Fund managers typically value companies by establishing a price tag based on how much money is coming in and out of the business. Historically, PE firms would try to pay under or around six times EBITDA (earnings before interest, taxes, depreciation and amortization) for equipment rental businesses.

However, these days, with PE firms competing against each other for targets, that multiple is rising fast. In the modular building space, Adapteo’s SEK8.1bn valuation represents a multiple of nine times the company’s 2020 earnings. Brookfield paid around 12 times Modulaire’s (Algeco’s) 2020 EBITDA.

“We are definitely expecting more PE-backed deals to take place in the equipment rental space over the coming months but I think there has to be some concern that assets are becoming over-valued,” Eisenberg says. “We have already seen EBITDA multiples rise to historic highs and it seems likely that a combination of cheap debt and optimism about growth will push company values even higher.”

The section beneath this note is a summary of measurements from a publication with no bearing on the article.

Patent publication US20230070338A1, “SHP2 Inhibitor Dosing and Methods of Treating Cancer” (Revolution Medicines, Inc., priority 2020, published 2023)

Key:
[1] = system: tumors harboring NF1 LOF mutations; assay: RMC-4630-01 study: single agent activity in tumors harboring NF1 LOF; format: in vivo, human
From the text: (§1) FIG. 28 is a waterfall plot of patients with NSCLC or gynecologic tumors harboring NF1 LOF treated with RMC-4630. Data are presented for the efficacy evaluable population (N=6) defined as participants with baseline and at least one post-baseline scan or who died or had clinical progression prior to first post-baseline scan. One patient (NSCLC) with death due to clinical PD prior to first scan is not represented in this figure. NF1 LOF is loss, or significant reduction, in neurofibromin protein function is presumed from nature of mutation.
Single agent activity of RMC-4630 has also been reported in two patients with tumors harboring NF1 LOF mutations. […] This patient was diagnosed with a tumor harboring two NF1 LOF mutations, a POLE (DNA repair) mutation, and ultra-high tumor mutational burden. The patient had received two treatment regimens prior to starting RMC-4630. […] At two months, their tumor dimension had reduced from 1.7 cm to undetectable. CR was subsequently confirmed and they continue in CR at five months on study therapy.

TDR’s strategy for Modulaire

For London-based TDR, investment in Modulaire appears to have proved lucrative. TDR bought a 66.98% stake in Modulaire, then known as Algeco, in 2004 for €320m from German tourism company TUI.

TDR then went on to grow the company through a string of acquisitions before selling 70% of the company’s North American modular leasing business Williams Scotsman for $1.1bn to Double Eagle Acquisition Group in 2017 and its North American remote accommodation business Target Lodging for $820m to Platinum Eagle Acquisition Corp in 2019 before offloading the remainder to Brookfield this year for $5bn.

“The investment thesis behind our original acquisition was the inherent value dislocation between leasing earnings and sales earnings,” TDR said in a statement. “During TDR’s ownership, we have repositioned the business away from manufacturing and sales towards a more sustainable and profitable rental model.”


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Ollie Hodges Publisher Tel: +44 (0)1892 786253 E-mail: [email protected]
Lewis Tyler
Lewis Tyler Editor Tel: 44 (0)1892 786285 E-mail: [email protected]